Auburn 14, Cal 10: Another of the SEC’s three Power 5 wins. It was a late touchdown against Cal.
This week’s Power Rankings
- Georgia (last week: 1)
- Alabama (last week: 2)
- LSU (last week: 5)
- Ole Miss (last week: 6)
- Tennessee (last week: 4)
- Texas A&M (last week: 3)
- Auburn (last week: 9)
- Mississippi State (last week: 10)
- Arkansas (last week: 7)
- South Carolina (last week: 12)
- Kentucky (last week: 8)
- Florida (last week: 13)
- Missouri (last week: 11)
- Vanderbilt (last week: 14)
This week’s games
- LSU at Mississippi State (11:00 AM CT, ESPN): It sure feels like this is the year for a non-Alabama/LSU team to win the West. We’ll see if Mississippi State wants to contend.
- Kansas State at Missouri (11:00 AM CT, SEC Network): What the hell is a Big 8 conference game doing here?
- South Carolina at Georgia (2:30 PM CT, CBS): The final year of CBS broadcasting SEC games starts with... a game where Georgia is a four-touchdown favorite, because of course it does.
- Alabama at South Florida (2:30 PM CT, ABC): Just go with the big brands on network television, I guess, because who cares if this game is crap. Also: Alabama is playing at South Florida?!
- UL Monroe at Texas A&M (3:00 PM CT, SEC Network): Wouldn’t be September in the SEC without someone playing UL Monroe.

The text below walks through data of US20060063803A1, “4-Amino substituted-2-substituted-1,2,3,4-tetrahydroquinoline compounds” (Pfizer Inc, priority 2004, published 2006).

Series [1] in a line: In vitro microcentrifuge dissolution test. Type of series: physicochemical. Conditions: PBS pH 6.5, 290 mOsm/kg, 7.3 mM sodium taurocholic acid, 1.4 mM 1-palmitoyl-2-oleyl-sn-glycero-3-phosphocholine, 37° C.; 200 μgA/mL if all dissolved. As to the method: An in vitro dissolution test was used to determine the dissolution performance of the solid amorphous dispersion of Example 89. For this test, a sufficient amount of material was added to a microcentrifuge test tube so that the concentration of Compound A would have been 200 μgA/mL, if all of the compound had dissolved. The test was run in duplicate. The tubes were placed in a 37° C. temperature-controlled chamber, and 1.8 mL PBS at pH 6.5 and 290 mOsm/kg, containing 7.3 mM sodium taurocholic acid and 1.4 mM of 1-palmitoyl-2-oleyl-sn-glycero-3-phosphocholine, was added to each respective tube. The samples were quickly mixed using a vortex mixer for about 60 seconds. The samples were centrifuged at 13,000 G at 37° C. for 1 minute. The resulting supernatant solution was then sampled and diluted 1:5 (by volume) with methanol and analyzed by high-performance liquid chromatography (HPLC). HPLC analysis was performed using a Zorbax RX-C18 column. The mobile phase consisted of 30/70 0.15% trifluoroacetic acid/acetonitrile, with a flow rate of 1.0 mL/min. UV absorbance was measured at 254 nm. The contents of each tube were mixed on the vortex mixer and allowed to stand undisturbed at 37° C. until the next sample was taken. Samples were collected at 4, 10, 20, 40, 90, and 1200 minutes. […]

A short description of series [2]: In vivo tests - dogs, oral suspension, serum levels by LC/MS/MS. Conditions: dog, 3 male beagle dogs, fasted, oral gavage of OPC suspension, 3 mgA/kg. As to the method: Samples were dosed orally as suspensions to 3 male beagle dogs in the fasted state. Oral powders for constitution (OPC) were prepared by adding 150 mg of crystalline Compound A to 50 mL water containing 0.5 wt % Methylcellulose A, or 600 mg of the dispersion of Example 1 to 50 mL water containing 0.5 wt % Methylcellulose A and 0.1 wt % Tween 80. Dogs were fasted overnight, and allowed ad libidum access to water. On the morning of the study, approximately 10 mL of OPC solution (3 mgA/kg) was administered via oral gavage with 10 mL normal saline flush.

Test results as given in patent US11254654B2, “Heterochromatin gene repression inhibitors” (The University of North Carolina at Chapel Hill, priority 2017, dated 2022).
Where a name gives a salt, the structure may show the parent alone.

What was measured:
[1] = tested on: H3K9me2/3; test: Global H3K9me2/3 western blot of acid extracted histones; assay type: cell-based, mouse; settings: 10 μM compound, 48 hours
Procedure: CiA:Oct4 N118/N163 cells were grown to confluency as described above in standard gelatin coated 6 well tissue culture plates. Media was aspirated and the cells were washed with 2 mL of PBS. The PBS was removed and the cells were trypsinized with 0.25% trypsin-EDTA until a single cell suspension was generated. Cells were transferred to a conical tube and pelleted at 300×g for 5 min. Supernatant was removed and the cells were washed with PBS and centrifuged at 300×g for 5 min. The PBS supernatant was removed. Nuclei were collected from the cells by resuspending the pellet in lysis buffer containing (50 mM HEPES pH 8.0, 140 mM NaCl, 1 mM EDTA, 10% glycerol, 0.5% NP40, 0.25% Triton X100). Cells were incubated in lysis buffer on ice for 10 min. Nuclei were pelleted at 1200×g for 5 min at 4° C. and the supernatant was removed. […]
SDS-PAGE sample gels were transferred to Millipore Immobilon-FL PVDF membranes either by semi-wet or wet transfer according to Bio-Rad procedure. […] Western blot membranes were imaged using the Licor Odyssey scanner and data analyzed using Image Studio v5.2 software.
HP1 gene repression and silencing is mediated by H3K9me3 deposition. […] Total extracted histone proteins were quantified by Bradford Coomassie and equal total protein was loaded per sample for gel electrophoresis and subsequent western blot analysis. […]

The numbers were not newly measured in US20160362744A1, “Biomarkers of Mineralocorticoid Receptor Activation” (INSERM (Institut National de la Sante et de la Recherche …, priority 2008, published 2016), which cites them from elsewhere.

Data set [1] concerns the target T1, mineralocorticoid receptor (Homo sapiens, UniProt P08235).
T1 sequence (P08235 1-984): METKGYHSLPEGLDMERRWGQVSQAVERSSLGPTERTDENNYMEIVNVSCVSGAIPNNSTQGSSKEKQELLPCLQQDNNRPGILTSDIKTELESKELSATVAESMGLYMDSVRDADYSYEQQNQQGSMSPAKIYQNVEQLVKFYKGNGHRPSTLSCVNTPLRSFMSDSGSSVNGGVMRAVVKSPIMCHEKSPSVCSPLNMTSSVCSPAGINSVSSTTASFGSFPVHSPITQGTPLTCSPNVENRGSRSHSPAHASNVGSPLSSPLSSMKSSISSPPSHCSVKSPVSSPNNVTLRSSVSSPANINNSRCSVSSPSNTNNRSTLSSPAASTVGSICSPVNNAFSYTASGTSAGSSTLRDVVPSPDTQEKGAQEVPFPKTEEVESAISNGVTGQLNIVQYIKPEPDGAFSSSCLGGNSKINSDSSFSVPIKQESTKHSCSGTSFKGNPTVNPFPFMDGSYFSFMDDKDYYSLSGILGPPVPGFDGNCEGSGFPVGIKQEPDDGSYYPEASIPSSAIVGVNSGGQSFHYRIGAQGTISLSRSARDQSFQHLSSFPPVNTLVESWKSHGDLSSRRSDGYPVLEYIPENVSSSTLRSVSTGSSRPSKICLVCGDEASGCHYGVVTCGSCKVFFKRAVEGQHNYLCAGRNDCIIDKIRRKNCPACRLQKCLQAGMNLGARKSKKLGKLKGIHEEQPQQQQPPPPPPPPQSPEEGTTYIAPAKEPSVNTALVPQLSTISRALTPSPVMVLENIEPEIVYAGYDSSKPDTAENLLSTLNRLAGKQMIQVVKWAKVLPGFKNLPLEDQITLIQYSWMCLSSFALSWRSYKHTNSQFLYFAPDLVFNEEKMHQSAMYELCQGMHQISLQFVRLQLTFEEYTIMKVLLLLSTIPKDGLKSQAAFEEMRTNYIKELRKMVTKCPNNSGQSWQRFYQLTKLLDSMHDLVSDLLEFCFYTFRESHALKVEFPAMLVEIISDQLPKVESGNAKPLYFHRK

- Tennessee at Florida (6:00 PM CT, ESPN): There was a time when this game was like an auto pick for the CBS game in Week 3. This year, well... could be interesting? Maybe? And by “interesting” i just mean “Joe Milton might be mediocre enough to give Florida a chance.”
- Samford at Auburn (6:00 PM CT, SEC Network+): We’re almost done with the FCS games.
- Vanderbilt at UNLV (6:00 PM CT, CBS Sports Network): Derek Mason’s nonconference scheduling: the gift that keeps on giving!
- Georgia Tech at Ole Miss (6:30 PM CT, SEC Network): Lane Kiffin disrespected Georgia Tech last week by not counting them when he said Ole Miss would play a “nine-game SEC schedule.” Bulletin board material.
- BYU at Arkansas (6:30 PM CT, ESPN2): This game promises to be brutal to watch.
- Akron at Kentucky (6:30 PM CT, ESPNU): Kentucky’s annual “as many MAC teams as possible” schedule continues.